Machakos Governor Alfred Mutua first gained public attention through a memorable travel column in a local daily. But when he was appointed government spokesman, the general consensus among opposition politicians and the media was that he lacked the depth and gravitas for the position.
In his first appearance on national television, he sparred with fire spitting human rights activist Maina Kiai and left the studio with a bloodied nose: “Even if you are doing propaganda for government, at least argue intelligently!” Maina charged. A year down the line, senior reporters wouldn’t be caught dead at his weekly press briefings.
What could not be denied, however, is that Mutua, the movie maker, was an incredibly gifted brand master, with an eye for colour and glitz. His offices were posh, unlike the drab government offices with broken furniture Kenyans are accustomed to. It is this genius for branding and spin that he brought to his political campaign and the office of governor; cute pictures with his First Lady, posing with old women, launching projects, scoring a series of ‘firsts’.
The country noticed. Here was a man walking the talk, getting things done, a man seething with ambition and itching to dance at a bigger national political stage. To get to that position, however, he would first have to elbow former vice president and Cord co-principal Kalonzo Musyoka (and to an extent Charity Ngilu) out of the way and become the undisputed Kamba political kingpin. While he was elected on Kalonzo’s Wiper Movement, the grumbling in Wiper has been that he seemed way to close to President Uhuru Kenyatta for comfort. A day of reckoning between the two was inevitable.
When he launched his Maendeo Chap Chap Movement with characteristic pomp and colour last Saturday, an event that was broadcast live by five local TV stations, Wiper party leaders and loyalists blasted the governor, saying he was being used by Jubilee administration to create confusion in Ukambani, dent the Wiper party and deny Cord votes.
Makueni Senator Mutula Kilonzo Jnr says Maendeleo Chap Chap is a lame excuse by the governor to cover up a clear agenda of dividing the Kamba community and downplayed the perceived supremacy battle between Mutua and Wiper leader Kalonzo Musyoka, saying Mutua’s populist politics will die a natural death.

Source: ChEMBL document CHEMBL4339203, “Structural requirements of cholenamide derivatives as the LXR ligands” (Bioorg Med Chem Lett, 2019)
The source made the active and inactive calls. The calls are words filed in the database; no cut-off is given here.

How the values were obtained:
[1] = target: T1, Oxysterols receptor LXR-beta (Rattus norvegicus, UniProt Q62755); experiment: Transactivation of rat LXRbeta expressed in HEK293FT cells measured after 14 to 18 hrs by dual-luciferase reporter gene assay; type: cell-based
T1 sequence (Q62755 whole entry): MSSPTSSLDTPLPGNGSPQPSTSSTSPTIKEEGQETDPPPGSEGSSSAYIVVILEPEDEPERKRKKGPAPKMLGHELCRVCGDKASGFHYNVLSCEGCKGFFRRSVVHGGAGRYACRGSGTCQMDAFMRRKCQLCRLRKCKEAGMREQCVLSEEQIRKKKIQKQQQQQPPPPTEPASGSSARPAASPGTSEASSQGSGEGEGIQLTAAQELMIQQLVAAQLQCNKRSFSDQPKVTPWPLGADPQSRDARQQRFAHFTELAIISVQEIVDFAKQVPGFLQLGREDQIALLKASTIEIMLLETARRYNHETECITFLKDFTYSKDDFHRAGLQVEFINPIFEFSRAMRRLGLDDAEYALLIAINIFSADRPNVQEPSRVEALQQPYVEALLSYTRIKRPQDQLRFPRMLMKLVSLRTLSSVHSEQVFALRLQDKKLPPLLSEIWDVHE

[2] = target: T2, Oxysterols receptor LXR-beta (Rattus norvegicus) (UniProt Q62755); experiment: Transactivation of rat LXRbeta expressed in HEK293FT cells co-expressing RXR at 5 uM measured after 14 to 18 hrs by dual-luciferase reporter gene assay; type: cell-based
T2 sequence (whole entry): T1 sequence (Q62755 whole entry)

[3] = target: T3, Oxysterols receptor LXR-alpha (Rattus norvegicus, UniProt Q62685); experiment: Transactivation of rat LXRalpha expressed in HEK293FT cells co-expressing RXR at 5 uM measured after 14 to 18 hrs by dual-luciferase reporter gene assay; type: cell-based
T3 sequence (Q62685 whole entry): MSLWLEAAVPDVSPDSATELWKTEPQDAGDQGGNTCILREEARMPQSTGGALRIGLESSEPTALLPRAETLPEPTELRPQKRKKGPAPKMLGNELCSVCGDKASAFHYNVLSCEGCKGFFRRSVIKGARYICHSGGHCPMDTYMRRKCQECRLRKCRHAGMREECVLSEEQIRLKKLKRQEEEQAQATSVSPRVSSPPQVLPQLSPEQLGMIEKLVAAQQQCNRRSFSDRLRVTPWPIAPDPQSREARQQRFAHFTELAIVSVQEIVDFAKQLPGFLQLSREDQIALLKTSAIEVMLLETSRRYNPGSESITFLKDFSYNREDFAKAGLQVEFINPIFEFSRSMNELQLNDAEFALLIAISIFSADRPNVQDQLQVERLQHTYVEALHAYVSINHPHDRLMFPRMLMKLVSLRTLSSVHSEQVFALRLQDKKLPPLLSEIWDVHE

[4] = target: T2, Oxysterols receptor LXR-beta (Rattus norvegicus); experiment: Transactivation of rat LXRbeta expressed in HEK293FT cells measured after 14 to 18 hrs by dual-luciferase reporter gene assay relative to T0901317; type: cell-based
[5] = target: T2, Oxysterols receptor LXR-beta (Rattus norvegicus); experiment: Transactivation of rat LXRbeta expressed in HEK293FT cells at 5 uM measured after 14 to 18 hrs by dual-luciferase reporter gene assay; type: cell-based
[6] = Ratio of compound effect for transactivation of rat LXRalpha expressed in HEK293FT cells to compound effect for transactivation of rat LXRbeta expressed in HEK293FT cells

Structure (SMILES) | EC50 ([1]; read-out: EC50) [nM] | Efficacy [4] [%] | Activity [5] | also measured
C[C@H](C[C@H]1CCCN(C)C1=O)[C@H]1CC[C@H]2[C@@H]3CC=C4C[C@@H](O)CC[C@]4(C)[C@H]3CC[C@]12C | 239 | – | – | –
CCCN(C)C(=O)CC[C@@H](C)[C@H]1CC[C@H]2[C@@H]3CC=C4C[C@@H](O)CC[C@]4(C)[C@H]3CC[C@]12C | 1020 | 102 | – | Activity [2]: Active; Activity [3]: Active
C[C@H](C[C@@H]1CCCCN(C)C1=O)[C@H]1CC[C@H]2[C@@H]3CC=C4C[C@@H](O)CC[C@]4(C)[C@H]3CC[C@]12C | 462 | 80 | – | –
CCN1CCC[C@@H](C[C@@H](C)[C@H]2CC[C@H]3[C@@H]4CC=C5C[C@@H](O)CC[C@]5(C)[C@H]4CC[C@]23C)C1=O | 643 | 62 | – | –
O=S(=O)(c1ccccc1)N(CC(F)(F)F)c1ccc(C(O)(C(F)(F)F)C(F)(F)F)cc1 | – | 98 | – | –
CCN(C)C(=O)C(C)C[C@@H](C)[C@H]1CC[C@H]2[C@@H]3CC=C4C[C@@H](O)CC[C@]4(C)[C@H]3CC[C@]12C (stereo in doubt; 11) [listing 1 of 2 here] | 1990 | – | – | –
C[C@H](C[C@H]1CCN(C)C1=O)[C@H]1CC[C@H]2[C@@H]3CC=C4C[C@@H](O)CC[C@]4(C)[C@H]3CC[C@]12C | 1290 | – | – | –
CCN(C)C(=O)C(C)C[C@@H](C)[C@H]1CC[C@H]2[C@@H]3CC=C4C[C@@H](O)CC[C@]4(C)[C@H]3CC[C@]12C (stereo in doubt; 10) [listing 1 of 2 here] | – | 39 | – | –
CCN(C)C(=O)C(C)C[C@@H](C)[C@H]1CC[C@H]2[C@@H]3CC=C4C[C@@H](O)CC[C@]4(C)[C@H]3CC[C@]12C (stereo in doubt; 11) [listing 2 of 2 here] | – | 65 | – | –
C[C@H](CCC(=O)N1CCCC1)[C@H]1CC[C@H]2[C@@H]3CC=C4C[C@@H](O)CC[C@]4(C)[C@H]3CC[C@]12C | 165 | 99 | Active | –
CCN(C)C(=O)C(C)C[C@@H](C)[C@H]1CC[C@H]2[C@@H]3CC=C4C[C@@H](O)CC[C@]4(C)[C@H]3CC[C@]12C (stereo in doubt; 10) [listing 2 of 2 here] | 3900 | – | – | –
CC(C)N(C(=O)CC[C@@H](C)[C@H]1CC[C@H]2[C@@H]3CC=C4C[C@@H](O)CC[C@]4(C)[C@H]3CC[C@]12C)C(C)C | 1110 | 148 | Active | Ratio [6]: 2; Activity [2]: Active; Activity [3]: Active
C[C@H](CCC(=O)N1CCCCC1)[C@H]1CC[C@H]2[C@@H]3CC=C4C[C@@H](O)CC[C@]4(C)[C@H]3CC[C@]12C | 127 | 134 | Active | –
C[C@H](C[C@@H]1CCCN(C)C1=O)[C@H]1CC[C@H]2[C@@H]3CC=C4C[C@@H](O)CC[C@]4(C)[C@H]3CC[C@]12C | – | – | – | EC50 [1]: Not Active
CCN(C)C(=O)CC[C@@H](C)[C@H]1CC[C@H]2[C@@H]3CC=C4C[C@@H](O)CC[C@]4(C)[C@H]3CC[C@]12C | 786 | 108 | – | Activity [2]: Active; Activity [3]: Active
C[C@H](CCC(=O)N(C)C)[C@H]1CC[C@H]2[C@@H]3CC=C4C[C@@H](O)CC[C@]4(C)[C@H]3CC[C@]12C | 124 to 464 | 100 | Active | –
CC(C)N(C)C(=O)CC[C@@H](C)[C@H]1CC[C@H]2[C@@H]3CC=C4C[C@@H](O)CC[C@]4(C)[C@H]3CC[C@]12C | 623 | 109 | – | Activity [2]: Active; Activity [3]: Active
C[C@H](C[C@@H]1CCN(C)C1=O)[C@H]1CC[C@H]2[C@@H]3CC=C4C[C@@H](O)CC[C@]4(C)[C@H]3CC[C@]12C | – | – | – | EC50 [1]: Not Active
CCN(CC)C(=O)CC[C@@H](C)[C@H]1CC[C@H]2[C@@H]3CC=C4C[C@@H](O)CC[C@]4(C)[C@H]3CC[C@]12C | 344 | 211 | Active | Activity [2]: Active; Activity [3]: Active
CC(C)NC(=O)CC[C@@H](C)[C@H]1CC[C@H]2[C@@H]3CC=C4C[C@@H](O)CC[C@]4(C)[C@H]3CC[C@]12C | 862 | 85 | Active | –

“The movement is clearly a storm in a tea cup. As Wiper we are not worried at all,” says Mutula Jnr, also Wiper vice chairman.
He continues “It is absurd that Mutua would rebel against a party that created him politically. It is possible he used Wiper as a ruse to propel him to power whilst his heart lay elsewhere.”
So is Wiper about to expel him from the party? Mutula Jnr advises against such a decision, noting that doing so would propel Mutua to a hero status. The best thing, the senator says, is to let Mutua dig his own grave and bury himself. The senator, however, promises that the stage is set for a bruising battle against the governor in 2017.
“His real or perceived supremacy battle with our party leader will be his Waterloo. The battle (to oust him) will be vicious, relentless and defining. I don’t envy him,” Mutula Jnr notes.
Kitui County professionals have also waded into the debate, dismissing Mutua as a showman full of drama and devoid of tangible development. The professionals say compared to sacked Cabinet Secretary Charity Ngilu, Mutua is a greenhorn in politics who cannot deliver the Kamba vote to Jubilee.
“Ngilu was a political force, having been elected four times and served as minister in several dockets. She even ran for presidency but could not deliver the Kamba vote. What makes Mutua, a rookie politician, think he can succeed where Ngilu failed?” Campbell Munyambu, the organising secretary of Mwingi Professionals Forum poses.
Munyambu says the governor cannot claim that he will unite the Kamba community while his own county is divided.